When electing board members to serve on behalf of your condo or co-op community, you expect them to act as crusaders for prosperity, considering the needs of the building and the people who live there to be paramount when making their decisions. The responsibility that a board has to serve in the best interests of its community is called “fiduciary duty,” and it is not to be taken lightly.
Decisions made on behalf of a board's fellow residents must be made in good faith, with the good of the community firmly in mind; violating this duty can lead to legal consequences for boards and individual board members who betray their constituents. And, sadly, as with any position of power, some people do stray – and this is why the legal community is steadfast about clearly defining what is expected and required in a board's fiduciary duty.
The Burden of Authority
Board members must walk a fine line when navigating the breadth and limitations of fiduciary duty, as it applies to co-op and condo board members in New York, and they must therefore be extremely knowledgeable regarding their responsibilities. But the burden of fiduciary duty does not fall solely on the board; owners and residents must too be aware of their rights, so that they will know what to do should a board member make a decision that perhaps is not in the best interests of the entire community.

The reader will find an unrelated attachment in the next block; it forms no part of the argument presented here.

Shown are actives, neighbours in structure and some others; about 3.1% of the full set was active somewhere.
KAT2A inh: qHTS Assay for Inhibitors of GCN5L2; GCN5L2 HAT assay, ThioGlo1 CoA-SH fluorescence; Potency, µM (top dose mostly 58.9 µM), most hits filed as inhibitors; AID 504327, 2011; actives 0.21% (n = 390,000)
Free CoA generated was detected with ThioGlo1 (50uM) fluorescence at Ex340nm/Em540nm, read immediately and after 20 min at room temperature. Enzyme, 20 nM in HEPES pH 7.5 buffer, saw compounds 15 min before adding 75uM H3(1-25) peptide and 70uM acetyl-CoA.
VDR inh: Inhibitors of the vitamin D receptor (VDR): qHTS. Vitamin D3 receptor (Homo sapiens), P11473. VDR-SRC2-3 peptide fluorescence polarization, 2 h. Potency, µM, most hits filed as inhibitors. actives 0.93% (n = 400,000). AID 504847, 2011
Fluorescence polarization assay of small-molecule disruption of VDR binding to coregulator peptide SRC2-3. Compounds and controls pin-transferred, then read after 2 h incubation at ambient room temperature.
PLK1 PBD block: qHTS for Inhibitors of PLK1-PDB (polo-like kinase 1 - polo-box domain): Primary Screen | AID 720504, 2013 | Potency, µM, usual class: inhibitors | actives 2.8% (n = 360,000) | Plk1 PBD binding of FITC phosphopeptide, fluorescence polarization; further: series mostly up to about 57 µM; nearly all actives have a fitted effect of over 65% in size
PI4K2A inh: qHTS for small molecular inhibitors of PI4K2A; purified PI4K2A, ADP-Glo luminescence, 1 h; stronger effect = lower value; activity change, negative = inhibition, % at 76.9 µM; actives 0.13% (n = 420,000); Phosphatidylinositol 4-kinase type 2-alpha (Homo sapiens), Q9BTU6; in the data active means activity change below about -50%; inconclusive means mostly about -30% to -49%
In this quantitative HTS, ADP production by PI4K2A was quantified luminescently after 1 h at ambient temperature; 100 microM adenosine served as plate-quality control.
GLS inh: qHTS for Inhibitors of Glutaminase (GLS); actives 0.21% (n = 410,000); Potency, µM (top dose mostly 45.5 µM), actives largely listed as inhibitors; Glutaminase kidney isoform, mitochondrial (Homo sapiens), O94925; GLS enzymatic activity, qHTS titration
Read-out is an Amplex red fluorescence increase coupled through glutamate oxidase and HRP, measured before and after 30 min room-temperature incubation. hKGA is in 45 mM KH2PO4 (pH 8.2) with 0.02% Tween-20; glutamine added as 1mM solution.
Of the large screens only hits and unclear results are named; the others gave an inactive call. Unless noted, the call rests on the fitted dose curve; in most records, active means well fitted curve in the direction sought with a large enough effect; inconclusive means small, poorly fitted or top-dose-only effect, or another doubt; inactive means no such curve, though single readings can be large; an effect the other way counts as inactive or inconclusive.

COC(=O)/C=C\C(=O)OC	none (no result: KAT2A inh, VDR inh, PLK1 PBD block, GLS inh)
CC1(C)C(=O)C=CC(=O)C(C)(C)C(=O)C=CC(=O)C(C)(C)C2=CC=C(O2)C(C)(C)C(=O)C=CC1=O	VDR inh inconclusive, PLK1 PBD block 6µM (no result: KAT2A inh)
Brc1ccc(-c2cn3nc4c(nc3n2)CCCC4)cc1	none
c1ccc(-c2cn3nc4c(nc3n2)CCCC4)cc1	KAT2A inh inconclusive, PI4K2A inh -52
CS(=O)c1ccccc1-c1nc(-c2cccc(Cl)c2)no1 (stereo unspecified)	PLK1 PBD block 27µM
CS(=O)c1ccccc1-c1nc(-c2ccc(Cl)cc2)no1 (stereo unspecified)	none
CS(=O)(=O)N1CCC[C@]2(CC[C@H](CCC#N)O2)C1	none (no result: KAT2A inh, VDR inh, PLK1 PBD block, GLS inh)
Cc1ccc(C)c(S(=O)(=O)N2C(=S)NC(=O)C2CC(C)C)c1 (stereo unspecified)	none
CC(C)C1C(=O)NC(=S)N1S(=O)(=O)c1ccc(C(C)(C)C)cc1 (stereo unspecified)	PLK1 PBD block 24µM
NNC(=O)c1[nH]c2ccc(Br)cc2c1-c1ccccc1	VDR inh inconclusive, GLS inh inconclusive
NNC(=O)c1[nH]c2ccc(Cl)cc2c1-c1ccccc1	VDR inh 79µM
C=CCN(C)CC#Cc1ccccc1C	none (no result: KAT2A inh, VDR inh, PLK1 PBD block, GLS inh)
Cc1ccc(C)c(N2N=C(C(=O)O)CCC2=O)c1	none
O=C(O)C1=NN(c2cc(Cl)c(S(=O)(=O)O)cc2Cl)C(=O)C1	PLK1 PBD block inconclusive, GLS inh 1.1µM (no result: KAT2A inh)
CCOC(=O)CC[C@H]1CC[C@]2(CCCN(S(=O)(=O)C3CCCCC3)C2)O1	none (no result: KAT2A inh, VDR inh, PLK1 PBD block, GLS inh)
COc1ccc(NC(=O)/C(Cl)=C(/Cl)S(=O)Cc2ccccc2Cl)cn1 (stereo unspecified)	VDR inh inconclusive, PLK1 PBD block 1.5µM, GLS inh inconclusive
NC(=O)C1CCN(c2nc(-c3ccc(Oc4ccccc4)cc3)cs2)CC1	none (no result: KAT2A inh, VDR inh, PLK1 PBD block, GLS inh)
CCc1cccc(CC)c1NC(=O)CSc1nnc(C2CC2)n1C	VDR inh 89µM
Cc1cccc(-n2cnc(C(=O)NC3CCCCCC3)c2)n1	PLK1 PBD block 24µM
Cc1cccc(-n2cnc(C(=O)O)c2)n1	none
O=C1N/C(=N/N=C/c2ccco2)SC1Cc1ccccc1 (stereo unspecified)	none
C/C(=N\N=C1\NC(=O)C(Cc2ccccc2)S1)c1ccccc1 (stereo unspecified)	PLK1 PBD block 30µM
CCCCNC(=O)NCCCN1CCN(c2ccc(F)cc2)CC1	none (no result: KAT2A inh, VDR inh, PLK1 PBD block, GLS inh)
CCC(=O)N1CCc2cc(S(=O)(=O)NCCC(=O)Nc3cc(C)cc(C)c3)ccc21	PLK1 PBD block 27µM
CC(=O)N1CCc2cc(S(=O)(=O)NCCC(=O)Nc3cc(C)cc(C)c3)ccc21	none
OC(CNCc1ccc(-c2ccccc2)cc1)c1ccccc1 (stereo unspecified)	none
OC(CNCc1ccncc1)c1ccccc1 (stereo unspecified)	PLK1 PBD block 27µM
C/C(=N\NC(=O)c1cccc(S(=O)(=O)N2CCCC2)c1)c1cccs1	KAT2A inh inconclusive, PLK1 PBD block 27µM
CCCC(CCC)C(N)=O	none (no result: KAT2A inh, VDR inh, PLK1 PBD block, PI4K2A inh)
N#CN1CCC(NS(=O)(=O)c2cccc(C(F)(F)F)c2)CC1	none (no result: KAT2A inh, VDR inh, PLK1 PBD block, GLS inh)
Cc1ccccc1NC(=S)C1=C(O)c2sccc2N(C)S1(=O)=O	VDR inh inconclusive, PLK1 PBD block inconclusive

“Article 9-B of the New York State Real Property Law provides for, among other things, a requirement that a condominium shall be governed by the by-laws which are part of said condominium's declaration, and such governing documents are required to be recorded in the appropriate governmental offices located in the county in which the property is located,” explains Dennis H. Greenstein, Esq., a partner with the law firm of Seyfarth Shaw LLP in Manhattan.
“The bylaws must contain certain requirements relating to board members, such as their number and election, powers and duties, removal and operation of the property and such restrictions and requirements respecting the use and maintenance of the units and common elements 'as are designed to prevent unreasonable interference with the use of their respective units, and of the common elements shard by several unit owners.'”